This post grapples with an idea that I’m still coming to understand, but that feels important: namely, who participates in open online courses, what are the elements of privilege that we overlook in planning and running course, who benefits, and why?
When we first opened up Connectivism and Connective Knowledge 2008, Stephen and I weren’t expecting the response that we received. We had to quickly scramble to organize the course to reflect, first several hundred and then several thousand participants. And the term massive open online course (MOOC) was born. We approached Dave Cormier to help us run the course, especially the live sessions.
Since that first course, we’ve run almost a dozen open courses with over 10,000 participants. I’ve often had the pleasure of meeting former course participants at conferences or, increasingly, other open online courses. It has been a great learning experience for me.
I’ve never really thought about “who are these courses for”. I always figured that they are for whoever decides to show up. Similarly, when I published Knowing Knowledge and the Handbook of Emerging Technologies for Learning, my goal was not to target a particular group, but rather to just open things up and share.
However, after several years of running open courses and meeting colleagues from around the world, I’ve slightly changed my mind as to the ideal participant that I hope will benefit from the course. Many educators are in an environment of embarrassing abundance. As much as I whine about closed journals, I can still access any article I want through the university library. If someone doesn’t want to take an open course with us, there are many others to choose from. Better yet, they can tap into their personal network and setup their own course. Lean on a few personal connections and suddenly you’ve got a reasonably well-organized course with at least some level of technical support. To promote the course, share it on educational listservs, online publications, and blogs.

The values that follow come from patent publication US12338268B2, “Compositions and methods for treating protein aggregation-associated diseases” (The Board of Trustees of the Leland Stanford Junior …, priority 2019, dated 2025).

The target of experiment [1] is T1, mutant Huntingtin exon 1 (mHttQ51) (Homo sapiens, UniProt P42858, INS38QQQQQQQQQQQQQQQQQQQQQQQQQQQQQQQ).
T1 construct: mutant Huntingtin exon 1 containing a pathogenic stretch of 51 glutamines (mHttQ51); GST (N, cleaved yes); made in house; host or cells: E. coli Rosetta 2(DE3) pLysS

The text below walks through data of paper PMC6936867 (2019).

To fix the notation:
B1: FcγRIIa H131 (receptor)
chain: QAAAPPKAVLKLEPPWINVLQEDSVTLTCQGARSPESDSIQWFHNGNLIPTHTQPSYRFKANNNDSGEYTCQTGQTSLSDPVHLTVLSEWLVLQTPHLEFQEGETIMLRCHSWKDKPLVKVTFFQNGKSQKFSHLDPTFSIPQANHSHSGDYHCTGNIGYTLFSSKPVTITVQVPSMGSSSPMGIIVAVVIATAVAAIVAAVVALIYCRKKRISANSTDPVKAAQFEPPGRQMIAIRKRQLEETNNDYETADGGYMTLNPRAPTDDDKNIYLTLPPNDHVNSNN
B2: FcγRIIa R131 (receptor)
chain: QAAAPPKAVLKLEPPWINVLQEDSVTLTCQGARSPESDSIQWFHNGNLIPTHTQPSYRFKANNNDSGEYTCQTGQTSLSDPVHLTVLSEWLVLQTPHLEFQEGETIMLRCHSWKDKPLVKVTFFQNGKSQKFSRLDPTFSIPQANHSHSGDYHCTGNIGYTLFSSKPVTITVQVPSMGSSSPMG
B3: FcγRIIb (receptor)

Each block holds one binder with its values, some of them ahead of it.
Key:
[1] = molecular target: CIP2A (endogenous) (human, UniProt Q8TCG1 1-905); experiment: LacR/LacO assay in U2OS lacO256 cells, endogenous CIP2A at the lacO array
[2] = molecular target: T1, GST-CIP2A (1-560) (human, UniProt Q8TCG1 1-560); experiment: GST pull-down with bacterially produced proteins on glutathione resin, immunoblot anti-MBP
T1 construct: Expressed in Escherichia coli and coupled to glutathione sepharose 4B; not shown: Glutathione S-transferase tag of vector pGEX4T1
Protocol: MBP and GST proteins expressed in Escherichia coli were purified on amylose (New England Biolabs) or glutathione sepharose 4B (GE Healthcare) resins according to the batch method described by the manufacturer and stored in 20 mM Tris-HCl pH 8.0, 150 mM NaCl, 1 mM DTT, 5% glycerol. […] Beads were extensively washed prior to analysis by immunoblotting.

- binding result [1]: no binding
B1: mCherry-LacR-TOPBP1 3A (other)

We can move from idea to open course to promotion to delivery in a fairly short period. Underlying that process, however, is a wealth of support that is easy to overlook. And it’s easy to forget that even being able to run an open course requires a certain degree of privilege. We say “free, open, online” and forget that we host our own servers, have some degree of institutional support, have an existing network that we can tap into to develop and promote the course, etc.
Stephen Downes and I have had several chats about why connectivism seems to have a greater impact in certain parts of the world. For example, I receive a significant amount of correspondence from South America. Why? I haven’t a clue. This past week I was in South Africa and received numerous comments from educators on the value of the Handbook for Emerging Technologies for Learning in helping them to understand how to use technology. Apparently it is being used as a bit of a text at the University of South Africa (UNISA).